My friend, Dan O’Bannon (1946-2009)

American science fiction screenwriter and dire...
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My wife, Sunni, and I have had the great pleasure of getting to know Dan O’Bannon and his wife, Diane, and their son Adam. The first time we met was at the Egyptian Theatre showing of Return of the Living Dead. Sunni and I were in the middle of the theatre, and had a blast watching the movie on the big screen (which she had never done). Unbeknownst to us, the actor that played the Tar Man was sitting directly behind Sunni!

After the showing, there was a Q&A with the cast and crew. It was excellent, and O’Bannon was in fine form. After the Q&A, people were allowed to get autographs. We went up with a copy of the Tartan re-issue of ROTLD and had everyone sign it. As I was chatting with Dan, I mentioned that I was doing a film about Forrest J Ackerman, and wanted to know if he’d be interested in being a part of it. He looked at me a second, smiled, and said “Why not?”

It was the start of an intense relationship that lasted until his premature passing last night. In that interval, we became great friends: he was a mentor to my writing aspirations, a confidante, a supporter (along with Diane, I might add) of our films (Charles Beaumont: The Short Life of Twilight Zone’s Magic Man; The AckerMonster Chronicles; Image, Reflection, Shadow: Artists of the Fantastic) and someone whose thoughts and advice I not only admired, but cherished as well. I know that the love and feelings were mutual.

Earlier this year, Dan was the recipient of the  H.P. Lovecraft Film Festival “Howie” Award, something that meant a great deal to him. I am so glad that we got to see him that night, as always, but now it’s bittersweet: no one thought it would be the last time that we would see one another. We were planning a script together (that I am determined to finish), and he let me have a copy of a book of his that he had been working on for 20 years. Not only that, but I wound up writing an article for the magazine that I am the Managing Editor/Art Director for (Dark Discoveries), detailing some of his upcoming projects. He was also a key contributor to my first anthology (co-edited with William F. Nolan): The Bleeding Edge. His piece, an excerpt of his screenplay “Omnivore” is one of the best in the book. I know that he was excited about the being involved, and in the last talk we had on the phone (a very warm and wide-ranging discussion about both of our plans going forward, just like always) he was extremely enthused to be a part of his first book signing.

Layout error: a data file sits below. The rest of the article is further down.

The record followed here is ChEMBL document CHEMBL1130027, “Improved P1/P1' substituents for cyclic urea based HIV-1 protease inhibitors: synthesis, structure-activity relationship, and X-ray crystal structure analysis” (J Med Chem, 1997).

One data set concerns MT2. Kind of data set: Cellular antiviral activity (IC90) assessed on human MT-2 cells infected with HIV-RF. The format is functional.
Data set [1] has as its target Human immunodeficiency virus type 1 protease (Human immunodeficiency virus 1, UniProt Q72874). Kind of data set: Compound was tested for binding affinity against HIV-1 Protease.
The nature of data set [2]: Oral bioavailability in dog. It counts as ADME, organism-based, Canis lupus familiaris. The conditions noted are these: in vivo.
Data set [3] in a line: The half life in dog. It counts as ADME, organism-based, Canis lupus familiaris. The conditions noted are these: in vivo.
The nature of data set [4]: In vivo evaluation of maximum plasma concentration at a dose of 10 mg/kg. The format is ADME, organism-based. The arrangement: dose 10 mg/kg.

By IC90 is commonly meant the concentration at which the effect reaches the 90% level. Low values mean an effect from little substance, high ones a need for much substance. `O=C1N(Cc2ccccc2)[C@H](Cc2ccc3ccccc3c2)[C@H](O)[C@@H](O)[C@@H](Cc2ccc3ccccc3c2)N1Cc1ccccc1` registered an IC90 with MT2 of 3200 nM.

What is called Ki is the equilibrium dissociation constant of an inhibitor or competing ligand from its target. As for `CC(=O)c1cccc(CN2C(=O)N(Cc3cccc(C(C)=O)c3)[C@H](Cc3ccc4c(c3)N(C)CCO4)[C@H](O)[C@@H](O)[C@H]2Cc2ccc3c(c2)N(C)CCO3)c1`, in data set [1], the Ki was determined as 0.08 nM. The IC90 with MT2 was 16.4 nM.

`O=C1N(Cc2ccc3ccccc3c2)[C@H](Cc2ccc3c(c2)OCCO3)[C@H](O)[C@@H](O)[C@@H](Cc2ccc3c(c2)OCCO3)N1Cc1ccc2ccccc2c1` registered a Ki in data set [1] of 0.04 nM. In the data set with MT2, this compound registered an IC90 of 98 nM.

Now, suddenly,  he is gone: Sunni and I have had bouts of sadness and weeping off and on for the past 12 hours or so. I got calls and e-mails from friends all over the world. It has been hard (for everyone). I dreamt of Dan, and the times that we went into his little alcove in his house in L.A. and talked story, Lovecraft, movies. O’Bannon was a brilliant intellectual and scholar, and I learned a lot from him. My personal writing mentors have been O’Bannon, Matheson, Johnson, Nolan and Bradbury. I am lucky, and I know it. I value and respect my good fortune. Sunni does as well. We love Dan, Diane and Adam. They will all always be a part of our family. The last couple of years were tough for Dan physically, but his mind was always sharp as a razor. His passion was still there. His creativity never flagged. He was just getting a much-needed second wind in his career when Fate snapped off the lights. I can’t forgive Fate for doing that, just as I can’t forgive the same process for taking my father away at 62. Too young. Too young.

Diane said on the phone that he was out of pain now, and for that — and that alone — I am grateful. But as I replied to her, I wish that we could have him here, wave a wand, and have him without pain. Sometimes the world sucks: this is one of those times. We are all in shock and deeply, profoundly saddened. Things will never be the same without Dan here.